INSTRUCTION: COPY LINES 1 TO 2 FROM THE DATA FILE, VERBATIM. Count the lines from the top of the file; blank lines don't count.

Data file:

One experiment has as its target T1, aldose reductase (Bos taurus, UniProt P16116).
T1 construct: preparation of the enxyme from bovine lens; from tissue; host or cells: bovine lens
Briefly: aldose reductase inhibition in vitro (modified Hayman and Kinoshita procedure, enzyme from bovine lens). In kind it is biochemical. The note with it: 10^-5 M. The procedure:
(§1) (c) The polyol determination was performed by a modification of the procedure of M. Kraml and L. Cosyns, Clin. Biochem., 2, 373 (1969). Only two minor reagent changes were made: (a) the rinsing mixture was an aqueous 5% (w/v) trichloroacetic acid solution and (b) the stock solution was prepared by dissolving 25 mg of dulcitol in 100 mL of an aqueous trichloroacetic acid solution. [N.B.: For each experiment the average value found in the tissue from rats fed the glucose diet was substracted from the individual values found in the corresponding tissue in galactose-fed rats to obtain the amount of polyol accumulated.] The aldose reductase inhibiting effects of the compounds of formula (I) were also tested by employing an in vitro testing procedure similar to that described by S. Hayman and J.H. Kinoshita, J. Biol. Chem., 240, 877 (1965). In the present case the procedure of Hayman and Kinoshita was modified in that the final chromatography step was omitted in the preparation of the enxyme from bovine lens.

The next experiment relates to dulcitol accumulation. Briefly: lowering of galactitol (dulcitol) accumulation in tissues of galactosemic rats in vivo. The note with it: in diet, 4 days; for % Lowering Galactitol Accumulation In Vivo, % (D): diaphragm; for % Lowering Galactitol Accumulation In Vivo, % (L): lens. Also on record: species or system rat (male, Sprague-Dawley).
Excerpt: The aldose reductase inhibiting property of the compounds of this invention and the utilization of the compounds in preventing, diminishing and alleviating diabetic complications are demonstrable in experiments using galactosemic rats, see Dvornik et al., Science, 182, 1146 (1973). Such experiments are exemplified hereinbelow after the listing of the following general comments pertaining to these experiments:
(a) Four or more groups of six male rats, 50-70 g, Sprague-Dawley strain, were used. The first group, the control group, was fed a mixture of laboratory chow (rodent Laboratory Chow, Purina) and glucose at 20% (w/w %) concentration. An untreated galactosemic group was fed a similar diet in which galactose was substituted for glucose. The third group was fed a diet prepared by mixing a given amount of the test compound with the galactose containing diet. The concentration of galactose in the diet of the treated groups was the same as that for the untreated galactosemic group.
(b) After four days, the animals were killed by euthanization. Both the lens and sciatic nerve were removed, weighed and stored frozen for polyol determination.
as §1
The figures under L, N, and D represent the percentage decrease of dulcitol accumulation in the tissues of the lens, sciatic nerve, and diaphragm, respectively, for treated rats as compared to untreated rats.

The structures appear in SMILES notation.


One experiment has as its target T1, aldose reductase (Bos taurus, UniProt P16116).
T1 construct: preparation of the enxyme from bovine lens; from tissue; host or cells: bovine lens